In a gambler's ruin problem, where the gambler starts with a fixed amount of wealth. What is the distribution of times to ruin. That is, if each bet has a fixed payout.

As I understand it, this is a one dimensional random walk which stops when it hits zero. What is the distribution of steps taken to get to zero?

  • $\begingroup$ Could you explain more about your difficulties? As, e.g., why the solutions provided in textbooks are not sufficient? $\endgroup$ – Xi'an Mar 16 at 16:10
  • $\begingroup$ Could you reference a textbook provided solution? I've mostly seen distributions of wealth, but I'm interested in the CDF of the time to ruin which I've not seen. $\endgroup$ – new299 Mar 16 at 16:25
  • 2
    $\begingroup$ Is this what you're looking for? en.wikipedia.org/wiki/… (continuous case) $\endgroup$ – 900edges Mar 16 at 16:40

Time-to-ruin in the discrete-time random walk: From your question, I take it that you are referring to a discrete-time version of the gambler's ruin problem. Without loss of generality we can consider the wealth of the gambler denominated in units equivalent to the betting amount. We will assume that the wealth of the gambler is a positive whole number of such units, and we denote the starting wealth as $w_0 \in \mathbb{N}$. Then the time-to-ruin is defined as:

$$T \equiv \min \{ t \in \mathbb{N} | w_t = 0 \},$$

where the wealth follows the unit random walk process:

$$w_t = w_0 + \sum_{i=1}^t \Delta_i \quad \quad \quad \mathbb{P}(\Delta_i = -1) = \mathbb{P}(\Delta_i = 1) = \frac{1}{2}.$$

The time-to-ruin is the "hitting time" for the state $w=0$ in this stochastic process. You can determine the distribution of the time-to-ruin by looking at the distributions of the hitting times. Here it is useful to appeal to a special result for random walks called the "hitting time theorem" (see e.g., Van Der Hofstad and Keane 2008 and Kager 2017), which shows that:

$$\mathbb{P}(T=t) = \frac{w_0}{t} \cdot \mathbb{P}(w_t = 0).$$

Below we will use this result to derive a useful distribution that is closely related to the distribution of the time-to-ruin. The result is a discrete phase-type distribution, which is a type of distribution used to model the hitting time to the absorbing state of a Markov chain.

Deriving the distribution of the time-to-ruin: Looking at the nature of the random walk, it is easy to see that the time-to-ruin must occur somewhere over the support $t = w_0, w_0 + 2, w_0 + 4, w_0 + 6, ...$. This is quite an intuitive result --- we need to have at least $w_0$ bets to lose the starting wealth, and any additional bets leading to ruin must come in pairs, each with one win and one loss cancelling each other out. Thus, to facilitate our analysis, it is useful to work with the total number of winning bets in the time-to-ruin:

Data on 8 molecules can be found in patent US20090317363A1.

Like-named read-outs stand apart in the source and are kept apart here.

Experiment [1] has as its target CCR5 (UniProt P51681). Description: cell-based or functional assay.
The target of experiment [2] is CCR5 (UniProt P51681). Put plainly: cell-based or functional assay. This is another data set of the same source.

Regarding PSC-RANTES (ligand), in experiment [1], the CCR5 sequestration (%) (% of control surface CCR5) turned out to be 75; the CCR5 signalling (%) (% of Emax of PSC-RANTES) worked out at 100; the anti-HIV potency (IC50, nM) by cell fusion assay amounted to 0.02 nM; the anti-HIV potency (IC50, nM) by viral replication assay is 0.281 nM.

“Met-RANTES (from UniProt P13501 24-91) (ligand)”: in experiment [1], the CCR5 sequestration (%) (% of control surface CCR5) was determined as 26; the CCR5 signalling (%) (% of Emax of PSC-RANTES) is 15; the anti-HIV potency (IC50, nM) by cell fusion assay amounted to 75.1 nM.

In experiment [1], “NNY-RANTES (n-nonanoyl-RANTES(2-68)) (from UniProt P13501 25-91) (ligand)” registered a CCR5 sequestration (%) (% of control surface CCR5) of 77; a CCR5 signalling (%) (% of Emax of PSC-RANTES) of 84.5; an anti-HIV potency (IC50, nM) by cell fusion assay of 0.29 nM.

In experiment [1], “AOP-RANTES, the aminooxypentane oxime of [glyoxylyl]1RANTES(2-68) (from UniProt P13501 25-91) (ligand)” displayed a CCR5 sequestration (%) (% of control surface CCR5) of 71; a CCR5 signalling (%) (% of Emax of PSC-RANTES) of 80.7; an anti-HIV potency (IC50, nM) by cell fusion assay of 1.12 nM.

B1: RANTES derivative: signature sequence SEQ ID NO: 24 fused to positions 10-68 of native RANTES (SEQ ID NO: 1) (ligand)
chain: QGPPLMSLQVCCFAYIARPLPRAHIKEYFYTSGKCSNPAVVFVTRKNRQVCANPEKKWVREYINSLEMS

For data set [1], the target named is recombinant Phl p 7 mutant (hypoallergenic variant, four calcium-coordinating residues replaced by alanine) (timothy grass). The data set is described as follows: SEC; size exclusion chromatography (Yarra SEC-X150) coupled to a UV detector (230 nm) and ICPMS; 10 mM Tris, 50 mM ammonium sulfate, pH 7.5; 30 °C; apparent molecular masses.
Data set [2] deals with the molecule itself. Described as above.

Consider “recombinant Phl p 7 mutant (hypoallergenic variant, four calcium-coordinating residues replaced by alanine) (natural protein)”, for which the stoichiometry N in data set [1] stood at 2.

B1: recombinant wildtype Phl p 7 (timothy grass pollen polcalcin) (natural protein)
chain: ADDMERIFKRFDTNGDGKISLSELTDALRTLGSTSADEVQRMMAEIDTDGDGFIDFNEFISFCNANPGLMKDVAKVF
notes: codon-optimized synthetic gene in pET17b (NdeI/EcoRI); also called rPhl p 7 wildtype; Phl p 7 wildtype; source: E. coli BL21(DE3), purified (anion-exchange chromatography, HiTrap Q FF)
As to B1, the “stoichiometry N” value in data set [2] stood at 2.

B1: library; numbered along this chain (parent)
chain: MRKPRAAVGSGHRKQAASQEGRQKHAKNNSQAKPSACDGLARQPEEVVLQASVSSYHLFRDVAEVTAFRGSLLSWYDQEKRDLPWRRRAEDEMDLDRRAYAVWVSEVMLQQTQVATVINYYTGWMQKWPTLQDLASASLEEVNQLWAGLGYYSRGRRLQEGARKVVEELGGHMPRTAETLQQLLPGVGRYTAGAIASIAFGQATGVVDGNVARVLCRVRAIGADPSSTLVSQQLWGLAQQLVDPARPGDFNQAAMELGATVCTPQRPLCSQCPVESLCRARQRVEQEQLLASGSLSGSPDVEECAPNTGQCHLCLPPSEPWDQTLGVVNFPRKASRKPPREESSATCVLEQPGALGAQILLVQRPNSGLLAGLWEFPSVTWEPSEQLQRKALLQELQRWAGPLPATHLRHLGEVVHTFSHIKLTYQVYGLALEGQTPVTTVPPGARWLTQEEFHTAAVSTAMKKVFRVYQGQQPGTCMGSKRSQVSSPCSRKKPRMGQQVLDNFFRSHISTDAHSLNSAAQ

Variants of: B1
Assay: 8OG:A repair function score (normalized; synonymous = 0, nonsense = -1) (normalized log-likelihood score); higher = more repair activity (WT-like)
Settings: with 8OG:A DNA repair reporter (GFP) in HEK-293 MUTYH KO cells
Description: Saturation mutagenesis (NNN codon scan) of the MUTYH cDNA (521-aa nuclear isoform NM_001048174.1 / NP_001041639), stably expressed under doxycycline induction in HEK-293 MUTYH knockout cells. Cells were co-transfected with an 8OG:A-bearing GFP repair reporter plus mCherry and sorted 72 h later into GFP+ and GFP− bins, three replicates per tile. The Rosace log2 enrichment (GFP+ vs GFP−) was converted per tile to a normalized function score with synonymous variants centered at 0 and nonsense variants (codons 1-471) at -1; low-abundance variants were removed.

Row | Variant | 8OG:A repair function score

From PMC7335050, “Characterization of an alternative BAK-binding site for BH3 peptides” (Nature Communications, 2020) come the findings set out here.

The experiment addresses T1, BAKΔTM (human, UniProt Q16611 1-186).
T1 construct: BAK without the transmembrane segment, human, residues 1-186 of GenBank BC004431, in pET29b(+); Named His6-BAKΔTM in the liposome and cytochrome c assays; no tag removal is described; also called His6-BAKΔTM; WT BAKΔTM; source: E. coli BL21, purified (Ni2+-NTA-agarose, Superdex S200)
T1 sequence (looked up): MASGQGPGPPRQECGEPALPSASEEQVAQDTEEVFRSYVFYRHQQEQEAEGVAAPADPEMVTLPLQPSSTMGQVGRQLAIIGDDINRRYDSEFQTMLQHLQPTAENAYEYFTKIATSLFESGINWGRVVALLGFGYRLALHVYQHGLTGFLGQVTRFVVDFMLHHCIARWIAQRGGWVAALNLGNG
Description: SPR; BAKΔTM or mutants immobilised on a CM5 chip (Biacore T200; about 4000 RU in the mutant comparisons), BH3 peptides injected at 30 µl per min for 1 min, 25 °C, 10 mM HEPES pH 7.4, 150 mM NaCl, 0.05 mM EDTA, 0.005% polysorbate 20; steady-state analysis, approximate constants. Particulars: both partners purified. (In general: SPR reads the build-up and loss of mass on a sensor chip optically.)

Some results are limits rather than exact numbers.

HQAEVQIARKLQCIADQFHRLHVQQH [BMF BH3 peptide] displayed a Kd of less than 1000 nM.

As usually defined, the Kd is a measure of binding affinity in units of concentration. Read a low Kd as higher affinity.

$$R \equiv \frac{T - w_0}{2},$$

which has support $r = 0,1,2,3,...$. Now, applying the hitting time theorem above, we get:

$$\begin{align} \mathbb{P}(R=r) = \mathbb{P} \Bigg( \frac{T - w_0}{2} = r \Bigg) &= \mathbb{P} ( T = w_0 + 2r ) \\[6pt] &= \frac{w_0}{w_0 + 2r} \cdot \mathbb{P} ( w_{w_0 + 2r} = 0 ) \\[6pt] &= \frac{w_0}{w_0 + 2r} \cdot \mathbb{P} \Bigg( w_0 + \sum_{i=1}^{w_0 + 2r} \Delta_i = 0 \Bigg) \\[6pt] &= \frac{w_0}{w_0 + 2r} \cdot \mathbb{P} \Bigg( \sum_{i=1}^{w_0 + 2r} \mathbb{I}(\Delta_i=1) = r \Bigg) \\[6pt] &= \frac{w_0}{w_0 + 2r} \cdot \text{Bin} ( r | w_0 + 2r, \tfrac{1}{2} ) \\[6pt] &= \frac{w_0}{w_0 + 2r} \cdot \frac{(w_0 + 2r)!}{(w_0+r)! r!} \cdot \frac{1}{2^{w_0 + 2r}} \\[6pt] &= \frac{w_0}{2^{w_0}} \cdot \frac{(w_0 + 2r - 1)!}{(w_0+r)! r!} \cdot \frac{1}{4^r} \\[6pt] \end{align}$$

It is simplest to frame the gambler's ruin problem in terms of this distribution. However, we can convert back to the distribution for $T$. For any value $t = w_0, w_0 + 2, w_0 + 4, w_0 + 6, ...$ in the support for the time-to-ruin, we have:

$$\mathbb{P}(T=t) = w_0 \cdot \frac{(t - 1)!}{(\tfrac{t+w_0}{2})! (\tfrac{t-w_0}{2})!} \cdot \frac{1}{2^t}.$$

Implementation in R: We can program this density function using standard syntax for probability distribution as follows. In this function the input t is a vectorised input for the time-to-ruin. The function produces density values by default, but you can use the log input to produce log-densities instead.

druintime <- function(t, w, log = FALSE) {
  #Check inputs
  if (!is.numeric(t))           { stop('Error: Input t should be numeric') }
  if (!is.numeric(w))           { stop('Error: Input w must be a positive integer') }
  if (length(wealth) != 1)      { stop('Error: Input w must be a single value') }
  if (as.integer(w) != w)       { stop('Error: Input w must be a positive integer') }
  if (min(wealth) < 1)          { stop('Error: Input w must be a positive integer') }
  if (!is.logical(log))         { stop('Error: Input log must be a logical value') }
  if (length(log) != 1)         { stop('Error: Input log must be a single value') }
  #Compute number of successes in each time-to-ruin
  #and set indicators for integer values
  n   <- length(t)
  r   <- (t - w)/2
  IND <- (as.integer(r) == r)&(r >= 0)
  #Compute log-density
  LOGDEN <- rep(-Inf, n)
  LOGDEN[IND] <- log(w) - log(w + 2*r[IND]) +
                 dbinom(r[IND], size = w + 2*r[IND], prob = 1/2, log = TRUE)
  #Give output
  if (log) { LOGDEN } else { exp(LOGDEN) } }

Implementing this with starting wealth $w_0 = 6$ gives the following probability mass function.

#Compute probability mass function over a set of input values
t    <- 0:200
w0   <- 6
DENS <- druintime(t, w = w0)

#Plot the mass function
t.names <- rep(NA, length(t))
for (i in 0:20) { t.names[1+10*i] <- t[1+10*i] }
barplot(DENS, names.arg = t.names,
        main = 'Probability Mass Function for Time-to-Ruin', col = 'red',
        xlab = 'Time-to-Ruin', ylab = 'Probability')

enter image description here


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